Last week I was out for dinner with two good friends who work in branding (well one does, the other pretends to). The conversation turned to Google and Brand Guru 1 asks “What does Google actually stand for these days?”. I suddenly realised I had utterly no idea. “It seems as if they could use our services”, whooped Brand Guru 2, as he rubbed his hands with almost violent glee. “Actually”, I replied, “I think they may need something a little more radical…”
Larry, Sergey, you used to be small. But now you’re big. Maybe you genuinely don’t realise this but you’re suffering all the problems that other big companies experience. You’ve tried management re-shuffles, acquisitions and straight-up forcing G+ down people’s throats. In short you’re trying all the things that big companies normally try. Which is completely understandable. But it’s not how you originally became an extremely profitable company, is it?
Once upon a time Google broke all the rules. You started a search company when conventional wisdom stated that Yahoo owned the market (imagine!). You were the anti-company. When you launched Google’s first ad product, it was everything that Madison Ave wasn’t. No agencies, just a self-serve model. When Google went public, you ran a highly innovative auction process despite a lot of opposition from Wall St. Since then, you’ve committed hundreds of millions of dollars into non-core areas, which would normally never get approval by a public company board (e.g. self-driving cars, renewable energy etc.).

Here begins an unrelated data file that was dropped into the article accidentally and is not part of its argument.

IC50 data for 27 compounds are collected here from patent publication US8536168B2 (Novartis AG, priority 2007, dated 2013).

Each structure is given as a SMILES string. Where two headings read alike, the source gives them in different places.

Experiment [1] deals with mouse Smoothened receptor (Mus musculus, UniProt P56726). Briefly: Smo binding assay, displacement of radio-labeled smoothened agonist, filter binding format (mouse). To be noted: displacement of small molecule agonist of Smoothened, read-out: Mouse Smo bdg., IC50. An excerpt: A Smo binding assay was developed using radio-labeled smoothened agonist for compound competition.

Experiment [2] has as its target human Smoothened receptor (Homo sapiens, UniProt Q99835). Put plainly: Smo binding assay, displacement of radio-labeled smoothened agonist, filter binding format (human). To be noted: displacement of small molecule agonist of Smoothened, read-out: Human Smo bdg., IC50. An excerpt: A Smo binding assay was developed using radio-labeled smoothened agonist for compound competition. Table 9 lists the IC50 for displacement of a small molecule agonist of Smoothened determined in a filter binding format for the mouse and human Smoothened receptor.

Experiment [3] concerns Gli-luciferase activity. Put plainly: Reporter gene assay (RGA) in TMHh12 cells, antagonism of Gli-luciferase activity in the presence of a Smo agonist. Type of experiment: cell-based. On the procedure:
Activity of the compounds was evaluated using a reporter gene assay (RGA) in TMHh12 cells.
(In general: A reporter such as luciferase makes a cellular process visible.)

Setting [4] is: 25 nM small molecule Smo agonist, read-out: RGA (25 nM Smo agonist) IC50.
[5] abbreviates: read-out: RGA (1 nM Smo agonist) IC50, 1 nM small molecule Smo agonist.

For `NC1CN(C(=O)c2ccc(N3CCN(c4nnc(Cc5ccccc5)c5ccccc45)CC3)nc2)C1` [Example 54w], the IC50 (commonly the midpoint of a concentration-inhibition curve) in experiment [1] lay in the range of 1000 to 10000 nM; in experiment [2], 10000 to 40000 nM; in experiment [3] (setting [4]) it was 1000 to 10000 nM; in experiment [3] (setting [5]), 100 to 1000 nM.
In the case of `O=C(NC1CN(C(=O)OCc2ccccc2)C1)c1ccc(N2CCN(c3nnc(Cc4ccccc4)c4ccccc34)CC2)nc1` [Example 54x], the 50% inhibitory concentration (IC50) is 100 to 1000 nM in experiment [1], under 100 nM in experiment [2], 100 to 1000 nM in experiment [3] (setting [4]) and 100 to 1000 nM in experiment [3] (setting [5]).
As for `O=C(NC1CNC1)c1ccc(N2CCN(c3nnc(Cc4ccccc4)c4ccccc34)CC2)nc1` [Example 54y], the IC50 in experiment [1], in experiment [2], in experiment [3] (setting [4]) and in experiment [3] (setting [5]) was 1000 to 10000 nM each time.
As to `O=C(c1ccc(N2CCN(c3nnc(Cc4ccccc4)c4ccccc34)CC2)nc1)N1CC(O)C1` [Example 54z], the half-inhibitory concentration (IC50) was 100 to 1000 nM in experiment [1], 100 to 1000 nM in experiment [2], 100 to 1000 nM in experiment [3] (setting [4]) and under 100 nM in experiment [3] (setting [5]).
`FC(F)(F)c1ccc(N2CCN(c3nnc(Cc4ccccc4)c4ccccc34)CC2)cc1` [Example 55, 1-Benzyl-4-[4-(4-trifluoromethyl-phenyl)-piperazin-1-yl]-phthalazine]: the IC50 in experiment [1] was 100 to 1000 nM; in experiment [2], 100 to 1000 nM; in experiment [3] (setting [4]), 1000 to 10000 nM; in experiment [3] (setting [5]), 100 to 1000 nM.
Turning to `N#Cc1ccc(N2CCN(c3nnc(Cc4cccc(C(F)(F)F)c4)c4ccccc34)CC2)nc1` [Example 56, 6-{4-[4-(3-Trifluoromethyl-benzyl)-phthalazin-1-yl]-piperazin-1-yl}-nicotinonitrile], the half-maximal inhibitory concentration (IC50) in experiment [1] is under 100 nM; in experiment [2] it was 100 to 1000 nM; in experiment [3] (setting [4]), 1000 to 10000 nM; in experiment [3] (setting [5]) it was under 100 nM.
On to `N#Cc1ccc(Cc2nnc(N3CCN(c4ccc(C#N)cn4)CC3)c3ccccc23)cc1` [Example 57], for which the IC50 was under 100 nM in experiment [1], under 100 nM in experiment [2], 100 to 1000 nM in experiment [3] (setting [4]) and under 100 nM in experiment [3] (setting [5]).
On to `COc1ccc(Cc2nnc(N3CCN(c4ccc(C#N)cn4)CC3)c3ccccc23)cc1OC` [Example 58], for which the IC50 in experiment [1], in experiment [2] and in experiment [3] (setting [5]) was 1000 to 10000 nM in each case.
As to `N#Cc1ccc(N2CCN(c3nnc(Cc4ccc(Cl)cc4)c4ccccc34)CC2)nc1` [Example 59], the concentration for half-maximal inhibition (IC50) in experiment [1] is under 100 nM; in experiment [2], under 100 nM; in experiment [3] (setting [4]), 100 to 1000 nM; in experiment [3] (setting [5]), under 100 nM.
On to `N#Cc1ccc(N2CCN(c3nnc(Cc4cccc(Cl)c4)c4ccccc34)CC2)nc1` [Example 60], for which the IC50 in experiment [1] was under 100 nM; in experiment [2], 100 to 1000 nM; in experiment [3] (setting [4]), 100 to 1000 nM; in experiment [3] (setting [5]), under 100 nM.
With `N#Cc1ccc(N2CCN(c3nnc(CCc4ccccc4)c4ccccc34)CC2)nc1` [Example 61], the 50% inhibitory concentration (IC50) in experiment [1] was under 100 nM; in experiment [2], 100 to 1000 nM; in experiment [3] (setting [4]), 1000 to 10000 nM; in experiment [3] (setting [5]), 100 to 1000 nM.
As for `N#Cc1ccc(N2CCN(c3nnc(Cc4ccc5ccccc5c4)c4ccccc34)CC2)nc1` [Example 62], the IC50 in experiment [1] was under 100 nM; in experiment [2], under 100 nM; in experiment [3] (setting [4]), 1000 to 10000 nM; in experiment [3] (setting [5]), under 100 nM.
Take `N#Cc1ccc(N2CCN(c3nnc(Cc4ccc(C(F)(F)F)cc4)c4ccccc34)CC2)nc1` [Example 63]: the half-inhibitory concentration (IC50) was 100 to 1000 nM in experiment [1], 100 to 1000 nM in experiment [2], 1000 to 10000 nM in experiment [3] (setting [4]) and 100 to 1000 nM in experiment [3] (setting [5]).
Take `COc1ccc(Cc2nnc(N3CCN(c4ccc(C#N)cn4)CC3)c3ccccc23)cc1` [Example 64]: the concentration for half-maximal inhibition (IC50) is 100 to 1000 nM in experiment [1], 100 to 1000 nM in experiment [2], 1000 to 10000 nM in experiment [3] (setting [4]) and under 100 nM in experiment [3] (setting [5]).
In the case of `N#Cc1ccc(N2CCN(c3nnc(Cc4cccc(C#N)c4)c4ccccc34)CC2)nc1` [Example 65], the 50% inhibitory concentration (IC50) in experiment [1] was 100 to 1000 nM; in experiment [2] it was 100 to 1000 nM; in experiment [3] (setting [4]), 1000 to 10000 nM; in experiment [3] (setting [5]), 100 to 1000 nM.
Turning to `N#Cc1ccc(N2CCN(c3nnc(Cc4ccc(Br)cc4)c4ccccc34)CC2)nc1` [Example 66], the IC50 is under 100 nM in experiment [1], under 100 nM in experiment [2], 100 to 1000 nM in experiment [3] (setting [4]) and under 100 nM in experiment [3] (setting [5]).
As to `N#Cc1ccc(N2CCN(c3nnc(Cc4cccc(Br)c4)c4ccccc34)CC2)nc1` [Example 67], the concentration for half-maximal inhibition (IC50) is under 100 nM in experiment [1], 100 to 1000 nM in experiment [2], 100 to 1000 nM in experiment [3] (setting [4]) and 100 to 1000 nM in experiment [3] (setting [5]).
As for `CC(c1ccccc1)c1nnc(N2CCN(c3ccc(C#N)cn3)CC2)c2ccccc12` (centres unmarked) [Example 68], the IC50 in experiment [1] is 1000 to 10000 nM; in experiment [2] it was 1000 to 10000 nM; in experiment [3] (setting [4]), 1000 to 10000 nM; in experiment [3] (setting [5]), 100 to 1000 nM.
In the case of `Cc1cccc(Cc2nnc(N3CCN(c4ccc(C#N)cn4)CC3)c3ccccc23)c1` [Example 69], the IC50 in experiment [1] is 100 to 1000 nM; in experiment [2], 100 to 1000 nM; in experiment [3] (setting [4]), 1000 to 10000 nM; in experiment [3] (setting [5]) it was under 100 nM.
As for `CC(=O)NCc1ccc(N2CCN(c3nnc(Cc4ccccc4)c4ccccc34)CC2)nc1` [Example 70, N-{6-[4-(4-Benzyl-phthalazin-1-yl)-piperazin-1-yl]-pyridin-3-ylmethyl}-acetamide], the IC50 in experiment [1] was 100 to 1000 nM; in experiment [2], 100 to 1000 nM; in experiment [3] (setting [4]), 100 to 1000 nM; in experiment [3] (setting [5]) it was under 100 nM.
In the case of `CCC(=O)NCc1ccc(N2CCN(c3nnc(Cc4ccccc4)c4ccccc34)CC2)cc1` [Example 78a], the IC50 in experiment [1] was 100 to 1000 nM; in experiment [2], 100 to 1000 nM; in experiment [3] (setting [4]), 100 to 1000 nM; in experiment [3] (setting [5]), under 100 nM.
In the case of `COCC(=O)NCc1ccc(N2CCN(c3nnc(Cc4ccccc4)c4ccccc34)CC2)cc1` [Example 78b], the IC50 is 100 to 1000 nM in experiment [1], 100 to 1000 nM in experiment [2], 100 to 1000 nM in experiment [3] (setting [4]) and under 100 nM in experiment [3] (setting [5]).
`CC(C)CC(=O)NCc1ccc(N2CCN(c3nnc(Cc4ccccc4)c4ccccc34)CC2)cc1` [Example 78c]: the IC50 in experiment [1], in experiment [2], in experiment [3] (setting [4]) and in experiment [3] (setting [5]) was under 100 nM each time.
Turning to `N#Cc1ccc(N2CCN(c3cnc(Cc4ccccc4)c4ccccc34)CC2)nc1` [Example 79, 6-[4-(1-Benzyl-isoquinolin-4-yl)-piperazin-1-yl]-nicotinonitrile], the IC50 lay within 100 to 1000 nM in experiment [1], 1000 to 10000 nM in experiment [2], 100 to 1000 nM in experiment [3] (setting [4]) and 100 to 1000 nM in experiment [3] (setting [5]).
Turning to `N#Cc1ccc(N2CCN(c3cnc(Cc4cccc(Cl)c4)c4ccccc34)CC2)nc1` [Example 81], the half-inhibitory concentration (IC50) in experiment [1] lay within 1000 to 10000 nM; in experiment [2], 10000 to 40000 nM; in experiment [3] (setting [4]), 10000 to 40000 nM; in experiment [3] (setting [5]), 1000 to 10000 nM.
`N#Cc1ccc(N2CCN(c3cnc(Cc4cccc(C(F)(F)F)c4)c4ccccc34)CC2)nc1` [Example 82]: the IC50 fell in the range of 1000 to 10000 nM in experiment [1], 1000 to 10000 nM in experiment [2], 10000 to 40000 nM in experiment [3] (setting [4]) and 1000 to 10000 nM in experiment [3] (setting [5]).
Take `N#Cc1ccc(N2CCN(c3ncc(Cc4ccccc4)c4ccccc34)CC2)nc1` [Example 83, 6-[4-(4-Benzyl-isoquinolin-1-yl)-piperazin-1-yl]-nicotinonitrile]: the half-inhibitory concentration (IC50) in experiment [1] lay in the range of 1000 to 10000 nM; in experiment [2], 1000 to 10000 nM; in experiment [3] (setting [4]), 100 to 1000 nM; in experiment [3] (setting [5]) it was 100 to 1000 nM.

You didn’t break rules just for the hell of it. You did it because it made sense. It was simply the optimal thing to do. Somewhere along the journey, you’ve forgotten how to think this way.
Conventional wisdom dictates that companies must continue growing linearly. But why? It clearly doesn’t lead to better product execution.
It’s time for you to smash the rules. Announce that you’re going to radically alter Google’s structure into an archipelago model. Split the company into ten separate units. Separate P&L, everything. Google, the public company will hold majority holdings in all but no operational control. You and Sergey will need to decide which one you join. Yeah, that’s right, you’ll have to pick *one* thing. Not ten.
You’ll be told by lawyers, investment bankers and analysts that you’re crazy. You’ll probably be hit by class-action suits as well. But at the end of the day optimal growth and execution comes from small companies, not big ones. Can you really argue with that point?